Birmingham-based Mental Health charity BITA Pathways are delighted to announce they are supplying an exclusive range of cushions to the new flagship John Lewis store in Birmingham City Centre. The cushions are based on the artwork of BITA service user Jason Clarke, a well-respected artist who uses art to manage the symptoms of his Bipolar Disorder. The cushions, manufactured by BITA’s very own soft-furnishing Social Enterprise, Textiles by St Anne’s, will be on the shelves and available to the public at the new store in Grand Central, Birmingham, from 24th September.
This exciting opportunity came about after leader of Birmingham City Council, Sir Albert Bore, initially linked the two organisations at the official launch of the new home of Textiles by St Anne’s. From there, BITA Pathways Business Development Manager, Pat Bend, and Textiles by St Anne’s manager, Helen Costa, were invited to pitch the product to the buyers at John Lewis HQ in London.
Pat and Helen identified the potential of Jason’s artwork 2 years previous and worked collaboratively with Birmingham City University who supported prototype printing onto fabric. At the meeting, John Lewis recognised the potential both in terms of the uniqueness of design and how the strong social core would add Social Value to their business model. As a result, John Lewis decided on the spot to take the brand on. This was fantastic news for both Jason and BITA Pathways and signalled the start of five months hard work to ensure the cushions were ready in time for the opening of the new store.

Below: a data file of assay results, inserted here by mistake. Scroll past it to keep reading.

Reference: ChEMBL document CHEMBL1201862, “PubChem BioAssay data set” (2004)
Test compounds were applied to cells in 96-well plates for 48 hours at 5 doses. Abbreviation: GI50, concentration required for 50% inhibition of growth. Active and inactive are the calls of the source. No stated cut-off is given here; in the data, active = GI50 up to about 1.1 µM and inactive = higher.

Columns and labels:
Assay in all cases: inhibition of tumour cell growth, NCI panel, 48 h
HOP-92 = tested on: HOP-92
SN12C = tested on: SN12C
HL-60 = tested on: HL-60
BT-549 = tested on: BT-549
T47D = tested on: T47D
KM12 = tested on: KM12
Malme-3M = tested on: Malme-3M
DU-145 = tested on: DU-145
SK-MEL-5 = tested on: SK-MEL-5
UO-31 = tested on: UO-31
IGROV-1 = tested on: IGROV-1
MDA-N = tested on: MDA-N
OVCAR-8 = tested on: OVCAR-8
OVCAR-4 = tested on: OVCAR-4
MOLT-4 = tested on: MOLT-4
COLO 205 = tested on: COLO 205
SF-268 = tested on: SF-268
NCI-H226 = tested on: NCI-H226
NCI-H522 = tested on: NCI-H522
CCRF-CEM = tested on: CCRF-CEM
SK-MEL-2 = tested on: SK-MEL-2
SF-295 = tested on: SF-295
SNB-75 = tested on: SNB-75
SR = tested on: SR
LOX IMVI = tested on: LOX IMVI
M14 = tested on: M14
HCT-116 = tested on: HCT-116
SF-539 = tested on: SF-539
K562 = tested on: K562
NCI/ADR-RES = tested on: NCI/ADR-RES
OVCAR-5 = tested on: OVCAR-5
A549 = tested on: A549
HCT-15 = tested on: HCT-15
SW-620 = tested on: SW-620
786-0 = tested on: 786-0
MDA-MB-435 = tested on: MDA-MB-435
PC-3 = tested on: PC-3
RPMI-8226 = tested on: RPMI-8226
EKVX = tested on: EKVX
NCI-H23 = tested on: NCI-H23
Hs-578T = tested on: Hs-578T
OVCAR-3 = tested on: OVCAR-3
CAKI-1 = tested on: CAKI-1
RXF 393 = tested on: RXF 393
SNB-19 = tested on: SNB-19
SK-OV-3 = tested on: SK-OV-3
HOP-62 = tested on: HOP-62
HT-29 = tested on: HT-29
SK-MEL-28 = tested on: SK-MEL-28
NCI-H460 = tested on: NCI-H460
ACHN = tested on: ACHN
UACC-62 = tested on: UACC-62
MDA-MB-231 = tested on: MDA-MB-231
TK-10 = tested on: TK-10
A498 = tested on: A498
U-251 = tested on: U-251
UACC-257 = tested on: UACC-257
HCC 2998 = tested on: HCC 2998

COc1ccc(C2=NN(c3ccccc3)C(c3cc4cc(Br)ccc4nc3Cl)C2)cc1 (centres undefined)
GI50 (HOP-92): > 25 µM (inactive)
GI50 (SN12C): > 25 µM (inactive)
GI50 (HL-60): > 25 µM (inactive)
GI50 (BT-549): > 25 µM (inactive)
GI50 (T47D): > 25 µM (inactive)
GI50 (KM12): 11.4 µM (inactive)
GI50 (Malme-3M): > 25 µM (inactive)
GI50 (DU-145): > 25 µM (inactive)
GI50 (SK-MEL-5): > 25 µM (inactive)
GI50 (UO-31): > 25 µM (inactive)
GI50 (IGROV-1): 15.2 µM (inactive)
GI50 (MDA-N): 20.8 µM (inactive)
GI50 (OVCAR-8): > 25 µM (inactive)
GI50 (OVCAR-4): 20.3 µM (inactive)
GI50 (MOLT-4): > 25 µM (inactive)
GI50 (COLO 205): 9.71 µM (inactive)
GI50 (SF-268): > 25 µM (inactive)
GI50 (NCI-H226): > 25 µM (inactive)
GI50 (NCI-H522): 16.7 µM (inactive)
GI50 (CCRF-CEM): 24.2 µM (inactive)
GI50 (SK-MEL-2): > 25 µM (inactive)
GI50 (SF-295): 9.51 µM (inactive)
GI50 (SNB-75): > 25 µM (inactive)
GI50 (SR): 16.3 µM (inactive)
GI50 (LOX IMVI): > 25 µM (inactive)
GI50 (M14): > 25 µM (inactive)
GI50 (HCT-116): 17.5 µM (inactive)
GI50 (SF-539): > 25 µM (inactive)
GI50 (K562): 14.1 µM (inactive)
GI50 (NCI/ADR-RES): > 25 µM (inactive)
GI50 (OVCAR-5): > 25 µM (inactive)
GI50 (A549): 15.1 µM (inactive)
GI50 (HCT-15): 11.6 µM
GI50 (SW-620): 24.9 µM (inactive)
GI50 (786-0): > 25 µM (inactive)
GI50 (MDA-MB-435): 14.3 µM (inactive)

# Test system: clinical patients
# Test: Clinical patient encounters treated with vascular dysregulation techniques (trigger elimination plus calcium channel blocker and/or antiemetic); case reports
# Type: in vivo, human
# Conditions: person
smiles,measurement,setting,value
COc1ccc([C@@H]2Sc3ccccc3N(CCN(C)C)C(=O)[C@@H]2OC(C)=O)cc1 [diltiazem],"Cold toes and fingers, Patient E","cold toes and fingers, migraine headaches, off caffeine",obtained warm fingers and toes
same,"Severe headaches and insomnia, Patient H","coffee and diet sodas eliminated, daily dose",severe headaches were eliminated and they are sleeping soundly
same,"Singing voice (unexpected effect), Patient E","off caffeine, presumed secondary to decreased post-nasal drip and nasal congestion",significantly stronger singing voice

Jason Clarke and BITA Pathways are hoping this collaboration will empower other Bipolar artists and raise awareness of the positive impact he has experienced, both through his art and through his engagement with BITA Pathways.
Jason uses art therapy to help manage his symptoms of bipolar disorder. He draws every day, creating incredibly powerful and detailed images that offer an insight into his mind. His work has been widely exhibited and often receives very positive feedback.
He added, “art helps me to manage my illness, it is an absolute necessity. If I was offered life without bipolar I would turn it down. It is who I am and without it there would be no art work. It allows me to focus and empty my head. Recently my artwork has become a more organized chaos. It has evolved, as I have, as my illness has.”
Jason Clarke’s cushions are not the only BITA Pathways produced products that will be on the shelves at John Lewis. Given its proximity to Birmingham’s creative hub, the Custard Factory, Textiles by St Anne’s has a long history in product development with many of its designers. As part of BITA’s ongoing relationship with creative Birmingham designer, Abigail Borg, who recognises the important role in society that Social Enterprises can play, Textiles by St Anne’s will also be manufacturing Abigail’s designs into cushions for the John Lewis store.
With both the screen printing of the fabrics and printing of promotional material also carried out in Digbeth, these products are very much made in Birmingham and have a strong social core to its production processes.
Formed in 1963, BITA Pathways have been successfully providing a range of services for adults experiencing mental ill health for over 50 years. Jason first engaged with BITA’s services in 2011 and the support he has received is helping him manage his condition and achieve his potential.